Homeowners have begun to recognize that concrete has a fresh new look—and they want to take advantage of it. This growing fascination is apparent in outdoor living areas, where people are spending more time and making a greater financial investment. Today the options are as varied as manufacturers have products and artisans have imagination. Consider combining any of the following: color, stain, imprints, saw-cuts, stencils, sandblasting, engraving, and free-form design. Imagine full-depth concrete placement or cementitious overlay material applied to concrete, wood, or tile. Think of vertical and horizontal placement with rock and waterscape features. All are candidates for patio and pool deck installations.
“Cast-in-place textured concrete combined with vertical applications and water features is becoming popular among designers and architects for pool and patio areas. So is combining complex layers of color and texture to create an inviting place to relax,” says Clark Branum, director of technical services, Brickform, Rancho Cucamonga, Calif. “Overlays are popular options because replacement of pool decks is complex and costly.”
Sherry Boyd, director of marketing, L.M. Scofield, Los Angeles, points to the growth of the industry saying, “A strong direction in the market is to resurface. But one of the biggest changes in the industry is that contractors have more skill. There are more qualified people that satisfy more customers, which translates to more business.” Manufacturers today are challenged by the demand for new products and the integration of new installation techniques from contractors using their products.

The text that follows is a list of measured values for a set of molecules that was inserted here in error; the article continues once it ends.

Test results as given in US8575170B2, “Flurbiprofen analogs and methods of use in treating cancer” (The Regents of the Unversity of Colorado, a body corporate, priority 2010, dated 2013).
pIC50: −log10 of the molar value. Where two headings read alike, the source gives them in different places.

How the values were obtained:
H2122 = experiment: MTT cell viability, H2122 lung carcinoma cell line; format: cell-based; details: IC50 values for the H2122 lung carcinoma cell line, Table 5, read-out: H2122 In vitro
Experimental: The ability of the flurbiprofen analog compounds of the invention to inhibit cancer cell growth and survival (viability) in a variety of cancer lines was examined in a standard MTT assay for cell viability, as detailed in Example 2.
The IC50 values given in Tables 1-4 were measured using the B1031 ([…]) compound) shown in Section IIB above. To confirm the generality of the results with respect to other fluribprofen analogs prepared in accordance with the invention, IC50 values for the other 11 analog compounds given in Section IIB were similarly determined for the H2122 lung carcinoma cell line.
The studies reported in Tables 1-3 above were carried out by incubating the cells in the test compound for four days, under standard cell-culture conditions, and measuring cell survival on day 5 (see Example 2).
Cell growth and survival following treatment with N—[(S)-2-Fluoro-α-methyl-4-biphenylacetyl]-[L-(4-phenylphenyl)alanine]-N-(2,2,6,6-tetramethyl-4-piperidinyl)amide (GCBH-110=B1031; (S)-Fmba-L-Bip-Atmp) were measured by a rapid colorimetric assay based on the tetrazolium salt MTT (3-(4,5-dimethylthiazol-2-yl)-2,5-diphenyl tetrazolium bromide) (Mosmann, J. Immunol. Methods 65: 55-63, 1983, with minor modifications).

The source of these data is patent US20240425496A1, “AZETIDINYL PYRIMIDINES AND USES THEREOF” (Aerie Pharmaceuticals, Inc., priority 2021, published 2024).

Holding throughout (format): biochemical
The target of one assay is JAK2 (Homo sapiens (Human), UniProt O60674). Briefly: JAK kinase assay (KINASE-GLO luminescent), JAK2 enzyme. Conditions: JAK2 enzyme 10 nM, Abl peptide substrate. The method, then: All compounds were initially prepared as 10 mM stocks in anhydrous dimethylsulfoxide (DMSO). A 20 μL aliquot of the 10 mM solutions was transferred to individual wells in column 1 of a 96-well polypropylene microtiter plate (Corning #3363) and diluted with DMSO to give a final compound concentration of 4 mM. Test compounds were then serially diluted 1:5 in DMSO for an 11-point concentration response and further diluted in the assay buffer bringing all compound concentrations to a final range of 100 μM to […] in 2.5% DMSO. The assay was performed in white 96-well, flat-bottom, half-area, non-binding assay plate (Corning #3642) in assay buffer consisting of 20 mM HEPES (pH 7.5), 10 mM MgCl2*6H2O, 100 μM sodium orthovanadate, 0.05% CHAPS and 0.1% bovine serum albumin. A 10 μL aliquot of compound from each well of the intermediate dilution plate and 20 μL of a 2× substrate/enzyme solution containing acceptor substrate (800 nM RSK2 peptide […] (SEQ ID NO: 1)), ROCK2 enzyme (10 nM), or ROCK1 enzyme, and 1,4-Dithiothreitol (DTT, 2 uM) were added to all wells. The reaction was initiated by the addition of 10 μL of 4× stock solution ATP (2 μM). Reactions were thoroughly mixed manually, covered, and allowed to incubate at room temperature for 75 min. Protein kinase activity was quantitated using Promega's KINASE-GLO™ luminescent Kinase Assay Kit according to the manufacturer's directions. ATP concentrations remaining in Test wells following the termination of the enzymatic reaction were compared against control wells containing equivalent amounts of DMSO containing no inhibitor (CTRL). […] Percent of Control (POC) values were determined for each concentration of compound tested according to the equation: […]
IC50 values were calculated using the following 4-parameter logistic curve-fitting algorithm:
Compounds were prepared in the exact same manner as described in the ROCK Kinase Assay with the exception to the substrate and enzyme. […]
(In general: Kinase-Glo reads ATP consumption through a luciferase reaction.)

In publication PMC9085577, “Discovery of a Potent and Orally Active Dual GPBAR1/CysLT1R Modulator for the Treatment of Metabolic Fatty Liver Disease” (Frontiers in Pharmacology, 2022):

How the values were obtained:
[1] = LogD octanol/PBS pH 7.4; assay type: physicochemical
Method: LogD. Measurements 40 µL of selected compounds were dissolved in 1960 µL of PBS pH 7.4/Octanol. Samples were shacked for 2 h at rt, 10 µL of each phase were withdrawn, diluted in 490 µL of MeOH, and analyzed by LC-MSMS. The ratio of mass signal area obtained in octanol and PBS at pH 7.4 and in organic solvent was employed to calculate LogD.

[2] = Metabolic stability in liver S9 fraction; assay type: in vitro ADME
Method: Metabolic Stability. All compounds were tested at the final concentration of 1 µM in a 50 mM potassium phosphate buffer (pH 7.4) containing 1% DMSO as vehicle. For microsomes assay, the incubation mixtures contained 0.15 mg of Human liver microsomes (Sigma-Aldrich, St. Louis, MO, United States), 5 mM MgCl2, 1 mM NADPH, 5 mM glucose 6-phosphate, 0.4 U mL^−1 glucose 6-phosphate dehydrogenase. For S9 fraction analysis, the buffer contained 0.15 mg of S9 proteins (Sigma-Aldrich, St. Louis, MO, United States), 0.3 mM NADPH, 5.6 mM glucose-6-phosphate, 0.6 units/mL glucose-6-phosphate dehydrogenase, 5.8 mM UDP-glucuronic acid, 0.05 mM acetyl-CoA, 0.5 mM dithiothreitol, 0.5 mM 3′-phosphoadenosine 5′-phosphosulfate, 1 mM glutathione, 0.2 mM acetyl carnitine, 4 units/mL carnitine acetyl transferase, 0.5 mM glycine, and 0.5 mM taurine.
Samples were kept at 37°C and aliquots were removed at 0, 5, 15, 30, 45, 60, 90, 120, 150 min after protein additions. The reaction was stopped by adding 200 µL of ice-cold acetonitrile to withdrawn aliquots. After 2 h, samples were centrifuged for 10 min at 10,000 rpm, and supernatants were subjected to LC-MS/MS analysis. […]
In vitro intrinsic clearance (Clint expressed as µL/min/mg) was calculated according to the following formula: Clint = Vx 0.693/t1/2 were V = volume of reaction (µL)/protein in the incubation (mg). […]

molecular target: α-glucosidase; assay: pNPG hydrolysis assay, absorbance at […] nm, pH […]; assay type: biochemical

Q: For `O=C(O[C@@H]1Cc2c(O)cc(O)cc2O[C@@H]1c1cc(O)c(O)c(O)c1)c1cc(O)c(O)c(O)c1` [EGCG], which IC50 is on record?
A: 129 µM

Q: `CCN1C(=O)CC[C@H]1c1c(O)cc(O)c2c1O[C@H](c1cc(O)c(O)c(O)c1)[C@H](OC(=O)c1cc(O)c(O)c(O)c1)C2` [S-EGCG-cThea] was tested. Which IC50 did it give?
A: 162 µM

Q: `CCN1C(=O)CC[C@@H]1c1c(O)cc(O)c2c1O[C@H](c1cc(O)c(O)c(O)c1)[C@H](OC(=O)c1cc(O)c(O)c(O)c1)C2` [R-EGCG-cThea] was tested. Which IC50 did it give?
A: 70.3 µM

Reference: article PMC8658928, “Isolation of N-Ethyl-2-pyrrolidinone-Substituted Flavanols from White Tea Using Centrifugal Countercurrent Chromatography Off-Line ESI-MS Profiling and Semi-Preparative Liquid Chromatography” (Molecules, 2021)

Overlays are a mix of cement, aggregate, polymers, and admixtures that are packaged as a dry mix. Overlays, depending on the manufacturer, require the addition of precise amounts of water before application. Most overlay manufacturers include a coloring method—either in the bag or added to the mix. The products vary according to purpose and can be put down as thin as 1/32 inch or up to the 3/8 inch necessary for a stampable overlay.
Gary Jones, owner of Smart Surface Technology, Vancouver, produces the Colormaker line of decorative concrete toppings. Jones brings unique artistry to his work. On a recent pool deck overlay, he troweled 1/8 inch of integrally colored overlay onto the slab. Over that he broadcast amber colored limestone fines. The next day he gave the work a light sanding to remove any rough edges, applied a chemical stain to create a natural earth-colored appearance, and sealed the work with acrylic sealer. He also uses aggregates such as glass and marble dust, colored sand, crushed granite, and various pigment combinations. “You can broadcast almost anything on the top of these polymerized toppings,” says Jones. “But before you try out new ideas, always make sure you pick the right client, the client who trusts you.”
Mark Hahn, president of Adobe Coatings, Mesa, Ariz., refreshed a 16-year-old pool deck using an overlay cement made by Miracote, Rancho Dominguez, Calif. Hahn also serves as a trainer for Miracote and stresses the importance of surface preparation. For instance, to restore the pool deck, he first pressure washed it to remove old coatings, acid washed it to clean and open the surface, and repaired cracks by stitching them with rebar anchored with epoxy. He placed the integral color overlay with a hopper gun and lightly troweled the surface to impart a “skip” trowel texture. To get a travertine stone pattern for the pool coping, Haen used fiber masking tape to define the pattern then troweled another 1/8-inch overlay color coat over the masking tape. Pulling the tape away revealed the pattern. “Taping Bubble wrap to the pool tile is a way to keep cementitious material from dripping into the pool, saving costly clean up,” he adds. Another Miracote product makes it possible to cover wood decks with decorative concrete overlays by installing the material over diamond lath on the wood surface.